Catching up with bKL: 2014 Edition

 

Thomas Kerwin, Principal, bKL Architecture

Thomas Kerwin, Principal, bKL Architecture

It’s hard to believe another year has passed, and it’s time once again to sit down with friends-of-the-blog bKL Architecture to find out how the firm is doing and what makes it tick these days.

bKL burst onto the scene a few years ago with its Coast tower at Lakeshore East, and has quickly followed that skyscraper up with a number of others in downtown Chicago.  We asked bKL Principal Thomas Kerwin how things are going with his most recent project, 200 North Michigan.

Thomas Kerwin: It’s going well. Obviously, in any high rise in downtown Chicago getting out of the ground is the most complicated thing. But once you get up above grade, the floors will start to be poured pretty rapidly.

Editor: It’s part of a growth spurt for bKL. You recently finished The Coast and the first phase of the GEMS Academy in Lakeshore East. Now there’s 200 North Michigan, plus 720 North LaSalle and Wolf Point West north of the river.

bKL logoKerwin: We’re, knock on wood, busy. We have some great clients, and they’re a pleasure to work with, and we’re fortunate. GEMS Phase One has recently opened and it’s doing well. Phase Two is due to start construction soon. 200 is making good progress, and Wolf Point is also making good progress.

Editor: Does it seem like success breeds success, now that your name is out there more. 40 stories of free advertising on Michigan Avenue can’t hurt.

200 North Michigan Avenue rendering courtesy of the John Buck Company

200 North Michigan Avenue rendering courtesy of the John Buck Company

Kerwin: Our buildings are tangible; they’re visible. So when people see our work as it goes up, they can see it completed. These buildings are all in prominent locations, so it’s incumbent upon us to make them really good. So we strive every day to get things right, and they do become a billboard for our firm and also for our clients.

Editor: Is it different designing for River North, which is still largely historic and low-rise, compared with the Loop, where everyone expects the next building to be a view-blocking skyscraper?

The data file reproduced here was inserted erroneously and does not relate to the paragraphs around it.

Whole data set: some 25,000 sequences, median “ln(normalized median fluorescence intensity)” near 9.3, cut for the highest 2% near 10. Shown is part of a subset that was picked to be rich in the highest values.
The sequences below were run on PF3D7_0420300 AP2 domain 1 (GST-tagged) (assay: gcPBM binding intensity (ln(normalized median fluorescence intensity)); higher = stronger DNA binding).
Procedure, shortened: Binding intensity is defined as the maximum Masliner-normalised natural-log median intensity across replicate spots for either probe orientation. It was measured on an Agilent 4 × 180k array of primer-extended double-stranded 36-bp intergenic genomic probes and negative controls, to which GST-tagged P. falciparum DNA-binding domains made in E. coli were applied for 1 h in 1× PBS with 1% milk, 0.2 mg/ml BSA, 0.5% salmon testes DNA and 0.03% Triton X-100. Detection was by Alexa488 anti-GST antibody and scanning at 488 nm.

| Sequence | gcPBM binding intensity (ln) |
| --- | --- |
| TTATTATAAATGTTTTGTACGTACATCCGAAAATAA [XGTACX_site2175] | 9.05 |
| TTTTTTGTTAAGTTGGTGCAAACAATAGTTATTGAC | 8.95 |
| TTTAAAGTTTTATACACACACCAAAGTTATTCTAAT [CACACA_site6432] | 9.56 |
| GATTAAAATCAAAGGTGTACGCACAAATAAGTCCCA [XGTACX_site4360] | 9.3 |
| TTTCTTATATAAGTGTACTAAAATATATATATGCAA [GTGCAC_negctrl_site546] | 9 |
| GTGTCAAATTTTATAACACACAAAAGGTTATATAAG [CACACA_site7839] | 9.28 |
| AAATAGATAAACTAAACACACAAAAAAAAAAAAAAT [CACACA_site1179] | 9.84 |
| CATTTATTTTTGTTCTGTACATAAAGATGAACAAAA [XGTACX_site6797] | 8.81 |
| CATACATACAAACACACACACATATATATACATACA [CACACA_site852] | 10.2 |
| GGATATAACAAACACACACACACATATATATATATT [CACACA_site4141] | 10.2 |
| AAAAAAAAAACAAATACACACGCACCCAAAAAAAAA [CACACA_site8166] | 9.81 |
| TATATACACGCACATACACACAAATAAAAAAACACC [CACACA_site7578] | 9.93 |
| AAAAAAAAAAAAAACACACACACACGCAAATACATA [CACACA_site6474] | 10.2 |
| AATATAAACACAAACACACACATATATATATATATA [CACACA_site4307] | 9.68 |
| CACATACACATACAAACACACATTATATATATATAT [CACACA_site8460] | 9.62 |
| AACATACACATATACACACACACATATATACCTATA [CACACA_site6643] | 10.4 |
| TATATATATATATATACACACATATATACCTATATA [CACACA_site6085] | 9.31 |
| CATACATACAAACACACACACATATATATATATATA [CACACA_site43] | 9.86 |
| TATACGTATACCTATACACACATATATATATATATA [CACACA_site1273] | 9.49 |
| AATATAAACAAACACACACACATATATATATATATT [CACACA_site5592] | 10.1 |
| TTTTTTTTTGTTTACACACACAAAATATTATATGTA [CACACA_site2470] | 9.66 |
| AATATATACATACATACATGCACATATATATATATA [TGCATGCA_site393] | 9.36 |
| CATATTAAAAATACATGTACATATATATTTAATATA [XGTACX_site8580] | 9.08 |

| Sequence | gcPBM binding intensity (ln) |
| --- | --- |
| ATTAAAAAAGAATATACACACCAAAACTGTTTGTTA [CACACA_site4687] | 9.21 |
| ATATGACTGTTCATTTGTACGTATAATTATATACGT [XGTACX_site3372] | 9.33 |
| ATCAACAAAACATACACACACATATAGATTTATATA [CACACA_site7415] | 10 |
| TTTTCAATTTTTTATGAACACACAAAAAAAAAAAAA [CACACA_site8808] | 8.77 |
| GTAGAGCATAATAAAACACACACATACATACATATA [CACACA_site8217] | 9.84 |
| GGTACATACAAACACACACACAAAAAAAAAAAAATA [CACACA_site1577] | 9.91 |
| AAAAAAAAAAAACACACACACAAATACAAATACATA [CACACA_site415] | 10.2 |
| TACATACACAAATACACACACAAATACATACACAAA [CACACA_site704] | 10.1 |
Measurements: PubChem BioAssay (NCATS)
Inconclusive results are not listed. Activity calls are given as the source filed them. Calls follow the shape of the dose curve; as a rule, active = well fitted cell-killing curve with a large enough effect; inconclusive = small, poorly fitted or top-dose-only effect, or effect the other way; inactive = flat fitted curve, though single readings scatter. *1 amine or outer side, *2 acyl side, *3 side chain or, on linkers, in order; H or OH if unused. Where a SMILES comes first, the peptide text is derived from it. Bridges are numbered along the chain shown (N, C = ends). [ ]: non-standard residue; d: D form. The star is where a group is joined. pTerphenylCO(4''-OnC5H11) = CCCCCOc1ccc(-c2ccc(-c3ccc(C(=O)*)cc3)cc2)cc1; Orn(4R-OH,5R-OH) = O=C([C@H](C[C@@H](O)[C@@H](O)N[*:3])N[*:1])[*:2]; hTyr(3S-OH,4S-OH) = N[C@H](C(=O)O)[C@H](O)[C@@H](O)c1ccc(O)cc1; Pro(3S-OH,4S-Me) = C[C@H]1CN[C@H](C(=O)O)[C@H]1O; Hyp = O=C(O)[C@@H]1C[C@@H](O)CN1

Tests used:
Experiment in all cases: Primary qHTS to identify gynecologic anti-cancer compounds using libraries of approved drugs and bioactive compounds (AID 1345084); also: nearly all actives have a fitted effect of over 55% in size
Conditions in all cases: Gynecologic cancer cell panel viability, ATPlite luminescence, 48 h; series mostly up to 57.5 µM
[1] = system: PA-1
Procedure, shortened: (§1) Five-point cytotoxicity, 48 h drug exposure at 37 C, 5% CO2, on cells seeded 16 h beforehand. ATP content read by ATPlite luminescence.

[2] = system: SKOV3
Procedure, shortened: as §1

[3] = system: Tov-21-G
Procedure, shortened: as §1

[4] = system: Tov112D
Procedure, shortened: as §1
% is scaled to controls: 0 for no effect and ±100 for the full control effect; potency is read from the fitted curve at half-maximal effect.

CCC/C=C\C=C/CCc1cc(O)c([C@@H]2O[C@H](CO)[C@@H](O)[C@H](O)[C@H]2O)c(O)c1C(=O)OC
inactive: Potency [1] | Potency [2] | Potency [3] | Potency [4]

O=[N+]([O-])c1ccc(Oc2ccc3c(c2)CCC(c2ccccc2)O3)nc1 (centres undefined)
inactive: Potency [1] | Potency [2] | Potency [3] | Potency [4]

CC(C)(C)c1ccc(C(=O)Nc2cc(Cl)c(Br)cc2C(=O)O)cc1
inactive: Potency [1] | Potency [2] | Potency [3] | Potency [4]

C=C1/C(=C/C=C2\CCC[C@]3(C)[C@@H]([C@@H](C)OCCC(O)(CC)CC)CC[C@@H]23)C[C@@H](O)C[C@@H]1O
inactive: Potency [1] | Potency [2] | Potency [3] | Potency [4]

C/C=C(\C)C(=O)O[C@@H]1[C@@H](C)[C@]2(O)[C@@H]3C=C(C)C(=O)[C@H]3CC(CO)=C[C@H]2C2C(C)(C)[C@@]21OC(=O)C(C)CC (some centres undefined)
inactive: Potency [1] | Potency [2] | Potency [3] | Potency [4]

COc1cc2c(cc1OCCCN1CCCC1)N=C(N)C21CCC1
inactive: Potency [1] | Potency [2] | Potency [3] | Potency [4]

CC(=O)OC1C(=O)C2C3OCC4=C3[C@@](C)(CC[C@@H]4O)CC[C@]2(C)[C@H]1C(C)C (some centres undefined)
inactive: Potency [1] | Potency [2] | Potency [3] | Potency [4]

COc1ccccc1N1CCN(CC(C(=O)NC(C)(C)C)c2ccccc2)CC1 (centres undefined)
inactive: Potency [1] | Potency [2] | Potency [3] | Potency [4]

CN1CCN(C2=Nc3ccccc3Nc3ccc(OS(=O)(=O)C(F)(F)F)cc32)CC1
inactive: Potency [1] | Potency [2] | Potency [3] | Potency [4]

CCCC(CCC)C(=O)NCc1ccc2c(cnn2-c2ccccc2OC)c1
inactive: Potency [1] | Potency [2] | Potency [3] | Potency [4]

Kerwin: The site is really important in terms of its context, so we have to take into consideration what’s around it, both visually and functionally. The buildings we’re talking about have different contexts, whether it sits on the river with wide open views, or like 200 is — it’s tucked into somewhat of a canyon on that part of Michigan Avenue that’s really surrounded by dark buildings. That has an effect. Or there’s River North, which is rooted in masonry and a lot of brick, so all those things factor in.

Views are a tough thing. We try to be sensitive about where we site our buildings, so they work within the context. Both what make sense for the neighboring buildings, but also what makes sense for the people who are living in the buildings that we’re building and their views out, and how they will be impacted. So it’s a balance.

Editor: When we last caught up last year, bKL was aggressively expanding in China. Now it seems like the bulk of your work is in Chicago. Do you feel like things are coming back here a bit?

Kerwin: We’re in both places. We’re doing several projects in China. I was there just a month ago working on a new corporate headquarters in Beijing for a company called KYKY, but Chicago has been good to us. When I left SOM, one of my goals was to do more work in Chicago. I want to work in the city in which I live.

When I came out of school, I was really excited to work at a firm where I could work on projects other places, so I could travel and see the world. I think that’s still important to young architects coming out of school, but there’s so many firms doing all of their work overseas that the young architects don’t get to carry the construction documents through. They only do design documents. And because they’re only a junior in the firm, they don’t get to see the construction progress. They don’t get to tour the site. So we find that a lot of people who come to us have a civic passion. They want to see things built in the city in which they live, but there’s also this tangible component where they get to work on the drawings from start to finish, they get to do the construction documents, and then they get to tour the site while it’s being built and see it through. And that’s really attractive to all of us.

Editor: Does that sense of ownership breed better design?

Kerwin: Definitely. Interacting with the site and with things going on at the site, you can have more of an impact in terms of the end product.

Editor: 200 North Michigan went through some late-stage changes. Is that sort of thing easier to execute on a local project, as opposed to something overseas?

Kerwin: You can say that. You can be more nimble when you’re working locally— no question. But when we work overseas, we typically have good local partners and the technology component is just amazing. I was just on a videoconference last night until 10 o’clock, but how easy is it to just get on Skype and see people face-to-face. You no longer need all this expensive video equipment. You just need a camera and Skype and you’re right there with each other.


Thanks to Mr. Kerwin and the rest of the bKL team for their time and hospitality.

 

Editor

Author: Editor

Editor founded the Chicago Architecture Blog in 2003, after a long career in journalism. He can be reached at chicagoarchitectureinfo@gmail.com.

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